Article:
A vagrant Buff-bellied Pipit (aka known as American Pipit or confusingly Water Pipit here in the US) is being seen at a coastal marsh in the north-western part of the UK. Buff-bellied Pipits, of the race japonicus, also occur in Asia and winter in the Middle East and this race and the Nearctic race rubescens show a great deal of variation and so separating these two in a vagrancy context may be difficult with some individuals.
While Buff-bellied Pipit, of the Nearctic race rubescens (American Buff-bellied Pipit) has occurred several times in Britain and Ireland, the Siberian race japonicus (Siberian Buff-bellied Pipit) has not, so it is worth noting the plumage features of any vagrant Buff-bellied Pipit to determine race.
Basically, the dumb-down cliff notes are that Siberian birds are:
- rather pale below with a noticeable eyering
- large, club-ended malar and streaked blackish below with rather tear-shaped spots/streaks.
American birds are:
- rather plainer above,
- being less streaked, more buff-below with rather more brownish, blurry streaking.
However, individual variation and wear and geographical variation across their ranges makes the “simple” criteria just mentioned somewhat useless in a vagrancy context, and identification is often easier if you are standing in Israel or Connecticut respectively!
The individual in Cheshire can be seen at (scroll down for the images if necessary) :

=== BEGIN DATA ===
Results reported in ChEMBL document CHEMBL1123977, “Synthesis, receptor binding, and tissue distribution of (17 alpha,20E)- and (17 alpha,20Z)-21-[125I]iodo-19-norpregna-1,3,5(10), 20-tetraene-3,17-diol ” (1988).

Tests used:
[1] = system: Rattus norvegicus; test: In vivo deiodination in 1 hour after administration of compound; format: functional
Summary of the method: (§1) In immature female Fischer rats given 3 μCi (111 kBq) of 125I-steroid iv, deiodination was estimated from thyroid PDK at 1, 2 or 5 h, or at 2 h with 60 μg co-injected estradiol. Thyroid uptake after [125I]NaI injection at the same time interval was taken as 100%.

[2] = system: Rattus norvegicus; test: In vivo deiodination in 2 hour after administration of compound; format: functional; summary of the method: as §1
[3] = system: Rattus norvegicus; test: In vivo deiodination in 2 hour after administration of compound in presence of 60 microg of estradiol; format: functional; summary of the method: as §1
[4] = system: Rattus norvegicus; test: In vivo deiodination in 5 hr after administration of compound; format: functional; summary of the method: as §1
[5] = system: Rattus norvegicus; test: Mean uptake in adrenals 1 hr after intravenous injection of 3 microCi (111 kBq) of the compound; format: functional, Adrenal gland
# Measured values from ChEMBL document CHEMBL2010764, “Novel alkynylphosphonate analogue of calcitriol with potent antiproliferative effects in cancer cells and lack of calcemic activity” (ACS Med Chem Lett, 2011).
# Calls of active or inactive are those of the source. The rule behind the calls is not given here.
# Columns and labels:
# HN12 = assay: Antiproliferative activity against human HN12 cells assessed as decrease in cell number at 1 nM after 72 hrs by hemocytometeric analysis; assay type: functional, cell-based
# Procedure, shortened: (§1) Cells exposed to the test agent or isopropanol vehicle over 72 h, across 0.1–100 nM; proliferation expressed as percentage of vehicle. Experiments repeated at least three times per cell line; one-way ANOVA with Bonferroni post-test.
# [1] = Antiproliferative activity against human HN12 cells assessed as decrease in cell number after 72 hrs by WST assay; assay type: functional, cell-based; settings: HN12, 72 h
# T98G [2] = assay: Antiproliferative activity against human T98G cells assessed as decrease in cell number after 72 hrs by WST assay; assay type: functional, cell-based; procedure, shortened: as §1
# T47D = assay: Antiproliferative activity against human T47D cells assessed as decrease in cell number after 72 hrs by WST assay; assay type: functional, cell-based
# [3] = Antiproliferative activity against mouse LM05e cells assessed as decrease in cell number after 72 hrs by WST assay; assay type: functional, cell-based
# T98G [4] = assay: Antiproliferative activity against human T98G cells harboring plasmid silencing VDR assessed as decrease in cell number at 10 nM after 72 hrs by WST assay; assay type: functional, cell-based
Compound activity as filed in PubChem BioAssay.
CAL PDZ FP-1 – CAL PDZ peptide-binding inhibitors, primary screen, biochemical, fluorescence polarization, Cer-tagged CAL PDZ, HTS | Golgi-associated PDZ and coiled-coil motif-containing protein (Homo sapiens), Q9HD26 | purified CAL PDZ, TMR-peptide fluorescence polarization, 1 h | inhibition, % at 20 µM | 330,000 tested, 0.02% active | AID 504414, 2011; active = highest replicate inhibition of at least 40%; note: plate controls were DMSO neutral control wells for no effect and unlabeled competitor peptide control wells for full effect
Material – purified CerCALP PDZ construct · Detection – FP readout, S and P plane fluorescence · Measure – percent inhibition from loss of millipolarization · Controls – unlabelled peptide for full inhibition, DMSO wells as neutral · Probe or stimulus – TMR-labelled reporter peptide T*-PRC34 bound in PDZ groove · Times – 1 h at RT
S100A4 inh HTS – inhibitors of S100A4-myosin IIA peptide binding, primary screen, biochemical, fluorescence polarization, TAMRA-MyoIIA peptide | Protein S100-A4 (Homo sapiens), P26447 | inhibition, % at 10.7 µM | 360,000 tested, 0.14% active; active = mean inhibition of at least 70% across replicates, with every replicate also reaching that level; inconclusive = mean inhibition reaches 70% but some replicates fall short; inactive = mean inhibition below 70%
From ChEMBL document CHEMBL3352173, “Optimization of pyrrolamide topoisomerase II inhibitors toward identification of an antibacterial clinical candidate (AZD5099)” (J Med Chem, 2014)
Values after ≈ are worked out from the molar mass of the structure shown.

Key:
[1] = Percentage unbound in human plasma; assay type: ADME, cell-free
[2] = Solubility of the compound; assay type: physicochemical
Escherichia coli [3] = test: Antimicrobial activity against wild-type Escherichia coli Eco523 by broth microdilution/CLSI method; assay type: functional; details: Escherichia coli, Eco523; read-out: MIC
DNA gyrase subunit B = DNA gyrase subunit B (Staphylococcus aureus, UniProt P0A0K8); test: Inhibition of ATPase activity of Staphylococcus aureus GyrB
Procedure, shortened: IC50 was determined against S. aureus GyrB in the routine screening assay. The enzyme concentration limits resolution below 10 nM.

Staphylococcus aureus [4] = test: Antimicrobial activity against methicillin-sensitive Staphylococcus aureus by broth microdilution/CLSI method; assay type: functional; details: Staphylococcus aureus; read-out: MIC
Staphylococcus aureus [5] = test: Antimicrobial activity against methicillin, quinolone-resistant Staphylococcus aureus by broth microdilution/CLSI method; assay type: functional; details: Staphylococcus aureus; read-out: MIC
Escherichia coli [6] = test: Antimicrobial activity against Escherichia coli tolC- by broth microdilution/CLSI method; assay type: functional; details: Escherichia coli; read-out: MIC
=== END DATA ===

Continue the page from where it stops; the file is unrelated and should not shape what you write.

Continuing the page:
Initially, on a comment I posted on Martin Garner’s Birding Frontiers site I had thought the bird seemed fine for American Buff-bellied Pipit, but further photos seemed to show a bird with rather contrasting upper wingbar, rather large blobby malar and well-defined dark streaks on the underparts. I was cautious and wondered if the bird could be a Siberian Buff-bellied, but having no field experience of that race, I was in unchartered waters and wanted to add some caution to my initial support of the bird.
So, I dug up some pictures I had taken of a bird here in New Haven for comparison (see below) and also a link to Siberian Buff-bellied Pipit here:
All three images, American Buff-bellied Pipit (rubescens), New Haven, CT, January 14th 2008.
Based on Pyle et al., 1987, the pointed centres to the median coverts and the blurry, non-indented edges to the greater coverts makes this bird a first-winter (HY). The Cheshire bird is a first-winter by the same features.
Overall a buff-brown bird, with non-contrasting wingbars and dull buff underparts. Underpart streaking is brown, not blackish and there is no pale contrasting eyering or large, dark, ‘blobby’ malar. Note the dark brown, not pale legs.
After reviewing images, and taking into consideration variability, with all things considered, the Cheshire bird is more likely American based on the overall plumage tones, plainer mantle and underpart color but it is certainly not straightforward. If the bird had been the rather white-below, heavily streaked Siberian birds, perhaps it would be easier, but since they vary so much, a vagrant may often be hard to assign to race.
American Buff-bellied’s have a distinctive, di-syllabic “pip-it”, “pip-it” calls that may help distinguish it from Siberian birds but I have no experience with that race.
A great educational bird that has generated some insightful discussions in the UK for those that want to read more on this bird: